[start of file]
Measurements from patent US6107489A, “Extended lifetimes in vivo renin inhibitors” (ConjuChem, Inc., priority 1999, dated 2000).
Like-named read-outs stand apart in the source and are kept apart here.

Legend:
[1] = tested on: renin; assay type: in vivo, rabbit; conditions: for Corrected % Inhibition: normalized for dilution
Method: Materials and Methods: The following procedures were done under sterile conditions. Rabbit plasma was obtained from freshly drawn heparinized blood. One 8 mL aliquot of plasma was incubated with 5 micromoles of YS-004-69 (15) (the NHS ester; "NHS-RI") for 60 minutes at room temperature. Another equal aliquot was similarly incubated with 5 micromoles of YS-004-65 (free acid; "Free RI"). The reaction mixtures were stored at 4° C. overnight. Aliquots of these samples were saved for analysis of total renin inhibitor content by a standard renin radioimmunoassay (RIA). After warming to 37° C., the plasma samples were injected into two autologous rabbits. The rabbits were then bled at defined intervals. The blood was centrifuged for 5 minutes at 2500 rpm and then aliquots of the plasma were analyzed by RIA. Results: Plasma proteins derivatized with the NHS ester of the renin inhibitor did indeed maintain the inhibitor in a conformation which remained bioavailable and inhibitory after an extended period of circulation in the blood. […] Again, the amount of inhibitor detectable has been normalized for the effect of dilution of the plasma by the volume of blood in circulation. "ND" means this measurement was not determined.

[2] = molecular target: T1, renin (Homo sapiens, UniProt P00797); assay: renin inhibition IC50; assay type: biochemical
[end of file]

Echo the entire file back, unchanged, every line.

Measurements from patent US6107489A, “Extended lifetimes in vivo renin inhibitors” (ConjuChem, Inc., priority 1999, dated 2000).
Like-named read-outs stand apart in the source and are kept apart here.

Legend:
[1] = tested on: renin; assay type: in vivo, rabbit; conditions: for Corrected % Inhibition: normalized for dilution
Method: Materials and Methods: The following procedures were done under sterile conditions. Rabbit plasma was obtained from freshly drawn heparinized blood. One 8 mL aliquot of plasma was incubated with 5 micromoles of YS-004-69 (15) (the NHS ester; "NHS-RI") for 60 minutes at room temperature. Another equal aliquot was similarly incubated with 5 micromoles of YS-004-65 (free acid; "Free RI"). The reaction mixtures were stored at 4° C. overnight. Aliquots of these samples were saved for analysis of total renin inhibitor content by a standard renin radioimmunoassay (RIA). After warming to 37° C., the plasma samples were injected into two autologous rabbits. The rabbits were then bled at defined intervals. The blood was centrifuged for 5 minutes at 2500 rpm and then aliquots of the plasma were analyzed by RIA. Results: Plasma proteins derivatized with the NHS ester of the renin inhibitor did indeed maintain the inhibitor in a conformation which remained bioavailable and inhibitory after an extended period of circulation in the blood. […] Again, the amount of inhibitor detectable has been normalized for the effect of dilution of the plasma by the volume of blood in circulation. "ND" means this measurement was not determined.

[2] = molecular target: T1, renin (Homo sapiens, UniProt P00797); assay: renin inhibition IC50; assay type: biochemical